Reversible posterior leukoencephalopathy syndrome in cancer
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- Vaughn, C., Zhang, L. & Schiff, D. Curr Oncol Rep (2008) 10: 86. doi:10.1007/s11912-008-0013-z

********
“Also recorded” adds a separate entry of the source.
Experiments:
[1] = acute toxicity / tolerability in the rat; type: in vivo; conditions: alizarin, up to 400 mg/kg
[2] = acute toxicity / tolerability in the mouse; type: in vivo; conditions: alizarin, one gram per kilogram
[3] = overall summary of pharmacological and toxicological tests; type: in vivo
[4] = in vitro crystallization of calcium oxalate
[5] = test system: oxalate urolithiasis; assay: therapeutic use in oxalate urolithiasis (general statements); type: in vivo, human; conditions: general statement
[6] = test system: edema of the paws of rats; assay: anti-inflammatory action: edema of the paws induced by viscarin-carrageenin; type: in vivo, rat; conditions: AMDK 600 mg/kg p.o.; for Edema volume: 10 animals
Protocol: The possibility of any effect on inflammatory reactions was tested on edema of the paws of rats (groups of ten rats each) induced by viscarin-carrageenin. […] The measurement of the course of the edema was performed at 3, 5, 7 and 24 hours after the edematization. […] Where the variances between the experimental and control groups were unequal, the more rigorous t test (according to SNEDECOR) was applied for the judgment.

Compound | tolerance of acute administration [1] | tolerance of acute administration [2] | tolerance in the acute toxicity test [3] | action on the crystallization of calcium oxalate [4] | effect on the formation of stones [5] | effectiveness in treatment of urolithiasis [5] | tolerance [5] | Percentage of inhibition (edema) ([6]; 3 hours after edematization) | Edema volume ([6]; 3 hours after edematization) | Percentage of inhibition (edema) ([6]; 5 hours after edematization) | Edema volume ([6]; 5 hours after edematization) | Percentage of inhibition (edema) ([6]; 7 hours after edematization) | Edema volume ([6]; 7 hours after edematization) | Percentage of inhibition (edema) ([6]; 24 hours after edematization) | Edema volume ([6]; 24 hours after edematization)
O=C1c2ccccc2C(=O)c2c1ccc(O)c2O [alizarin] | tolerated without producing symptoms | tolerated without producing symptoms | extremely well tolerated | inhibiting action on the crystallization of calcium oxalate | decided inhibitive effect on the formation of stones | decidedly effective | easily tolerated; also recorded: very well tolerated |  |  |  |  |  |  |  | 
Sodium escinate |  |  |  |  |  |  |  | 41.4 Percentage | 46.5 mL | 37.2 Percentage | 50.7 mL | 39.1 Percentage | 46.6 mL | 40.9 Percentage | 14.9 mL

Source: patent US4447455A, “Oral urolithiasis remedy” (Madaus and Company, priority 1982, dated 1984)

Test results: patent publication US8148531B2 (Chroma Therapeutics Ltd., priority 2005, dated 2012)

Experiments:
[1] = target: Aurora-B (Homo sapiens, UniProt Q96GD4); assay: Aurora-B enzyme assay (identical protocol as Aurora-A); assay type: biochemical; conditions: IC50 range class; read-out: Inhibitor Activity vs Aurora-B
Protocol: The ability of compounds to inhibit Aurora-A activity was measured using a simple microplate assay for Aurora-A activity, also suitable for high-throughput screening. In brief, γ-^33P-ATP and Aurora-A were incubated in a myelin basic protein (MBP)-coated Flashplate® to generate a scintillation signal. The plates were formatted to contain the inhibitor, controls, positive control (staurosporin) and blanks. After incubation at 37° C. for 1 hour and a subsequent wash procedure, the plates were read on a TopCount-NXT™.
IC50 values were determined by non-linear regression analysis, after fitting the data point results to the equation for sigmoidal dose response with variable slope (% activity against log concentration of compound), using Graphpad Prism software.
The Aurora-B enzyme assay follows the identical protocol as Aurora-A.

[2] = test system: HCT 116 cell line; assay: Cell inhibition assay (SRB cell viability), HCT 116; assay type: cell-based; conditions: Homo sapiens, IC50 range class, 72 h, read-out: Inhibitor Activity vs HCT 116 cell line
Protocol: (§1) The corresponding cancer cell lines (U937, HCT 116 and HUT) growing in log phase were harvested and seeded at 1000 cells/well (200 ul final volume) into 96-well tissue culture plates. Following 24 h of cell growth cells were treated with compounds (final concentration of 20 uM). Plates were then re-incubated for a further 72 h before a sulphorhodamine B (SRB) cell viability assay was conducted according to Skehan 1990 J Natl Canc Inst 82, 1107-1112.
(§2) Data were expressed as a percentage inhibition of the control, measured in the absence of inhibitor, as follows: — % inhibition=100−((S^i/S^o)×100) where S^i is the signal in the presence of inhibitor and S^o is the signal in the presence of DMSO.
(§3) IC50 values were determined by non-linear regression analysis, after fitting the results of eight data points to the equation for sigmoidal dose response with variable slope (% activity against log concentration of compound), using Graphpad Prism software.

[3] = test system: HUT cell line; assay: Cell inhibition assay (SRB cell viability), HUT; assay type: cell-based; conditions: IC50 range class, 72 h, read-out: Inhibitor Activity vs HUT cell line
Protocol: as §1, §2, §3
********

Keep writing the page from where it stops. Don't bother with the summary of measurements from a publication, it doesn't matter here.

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Reversible posterior leukoencephalopathy syndrome (RPLS) is a subacute neurological syndrome typically manifesting with headache, cortical blindness, and seizures. The syndrome is associated with risk factors such as malignant hypertension, eclampsia, and renal failure. Numerous case reports depict its occurrence in cancer patients. The direct causal relationship for the mechanism of RPLS in cancer patients has not yet been defined. Cytotoxic chemotherapy may cause direct endothelium damage, which would impact the blood-brain barrier. Chemotherapies also cause elevations in blood pressure; this is significant because RPLS onset may be solely related to hypertension. An increased number of case reports involving new targeted agents suggests that RPLS incidence may increase in the future. Agents such as bevacizumab and sorafenib have been implicated in new cases of RPLS.